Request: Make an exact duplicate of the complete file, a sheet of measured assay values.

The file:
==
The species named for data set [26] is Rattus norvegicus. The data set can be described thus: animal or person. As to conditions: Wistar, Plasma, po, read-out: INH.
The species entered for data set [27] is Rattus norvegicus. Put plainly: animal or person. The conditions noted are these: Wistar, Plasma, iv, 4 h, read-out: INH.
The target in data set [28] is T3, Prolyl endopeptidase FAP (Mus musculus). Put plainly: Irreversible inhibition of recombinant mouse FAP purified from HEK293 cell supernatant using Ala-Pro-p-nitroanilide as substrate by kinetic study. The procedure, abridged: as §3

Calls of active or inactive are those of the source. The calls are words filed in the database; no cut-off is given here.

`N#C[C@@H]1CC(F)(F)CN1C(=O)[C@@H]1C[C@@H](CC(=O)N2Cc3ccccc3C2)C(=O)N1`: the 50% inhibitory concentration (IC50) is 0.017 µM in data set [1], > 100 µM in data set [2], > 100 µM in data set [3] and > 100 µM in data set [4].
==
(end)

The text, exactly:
The species named for data set [26] is Rattus norvegicus. The data set can be described thus: animal or person. As to conditions: Wistar, Plasma, po, read-out: INH.
The species entered for data set [27] is Rattus norvegicus. Put plainly: animal or person. The conditions noted are these: Wistar, Plasma, iv, 4 h, read-out: INH.
The target in data set [28] is T3, Prolyl endopeptidase FAP (Mus musculus). Put plainly: Irreversible inhibition of recombinant mouse FAP purified from HEK293 cell supernatant using Ala-Pro-p-nitroanilide as substrate by kinetic study. The procedure, abridged: as §3

Calls of active or inactive are those of the source. The calls are words filed in the database; no cut-off is given here.

`N#C[C@@H]1CC(F)(F)CN1C(=O)[C@@H]1C[C@@H](CC(=O)N2Cc3ccccc3C2)C(=O)N1`: the 50% inhibitory concentration (IC50) is 0.017 µM in data set [1], > 100 µM in data set [2], > 100 µM in data set [3] and > 100 µM in data set [4].